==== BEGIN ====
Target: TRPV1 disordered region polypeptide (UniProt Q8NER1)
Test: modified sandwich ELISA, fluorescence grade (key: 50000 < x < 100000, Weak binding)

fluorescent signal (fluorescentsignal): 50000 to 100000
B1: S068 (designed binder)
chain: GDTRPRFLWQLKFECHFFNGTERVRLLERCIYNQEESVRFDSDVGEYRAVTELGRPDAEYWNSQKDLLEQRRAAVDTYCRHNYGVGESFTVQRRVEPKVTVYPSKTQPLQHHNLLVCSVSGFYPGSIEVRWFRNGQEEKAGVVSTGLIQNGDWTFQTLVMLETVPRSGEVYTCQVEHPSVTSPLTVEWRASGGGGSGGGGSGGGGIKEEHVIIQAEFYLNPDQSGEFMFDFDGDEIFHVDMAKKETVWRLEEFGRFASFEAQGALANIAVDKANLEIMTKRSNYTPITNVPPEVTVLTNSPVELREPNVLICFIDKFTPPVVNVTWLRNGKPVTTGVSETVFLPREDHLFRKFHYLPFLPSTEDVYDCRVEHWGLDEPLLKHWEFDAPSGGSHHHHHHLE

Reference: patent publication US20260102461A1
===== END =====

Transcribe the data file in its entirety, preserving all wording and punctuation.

Target: TRPV1 disordered region polypeptide (UniProt Q8NER1)
Test: modified sandwich ELISA, fluorescence grade (key: 50000 < x < 100000, Weak binding)

fluorescent signal (fluorescentsignal): 50000 to 100000
B1: S068 (designed binder)
chain: GDTRPRFLWQLKFECHFFNGTERVRLLERCIYNQEESVRFDSDVGEYRAVTELGRPDAEYWNSQKDLLEQRRAAVDTYCRHNYGVGESFTVQRRVEPKVTVYPSKTQPLQHHNLLVCSVSGFYPGSIEVRWFRNGQEEKAGVVSTGLIQNGDWTFQTLVMLETVPRSGEVYTCQVEHPSVTSPLTVEWRASGGGGSGGGGSGGGGIKEEHVIIQAEFYLNPDQSGEFMFDFDGDEIFHVDMAKKETVWRLEEFGRFASFEAQGALANIAVDKANLEIMTKRSNYTPITNVPPEVTVLTNSPVELREPNVLICFIDKFTPPVVNVTWLRNGKPVTTGVSETVFLPREDHLFRKFHYLPFLPSTEDVYDCRVEHWGLDEPLLKHWEFDAPSGGSHHHHHHLE

Reference: patent publication US20260102461A1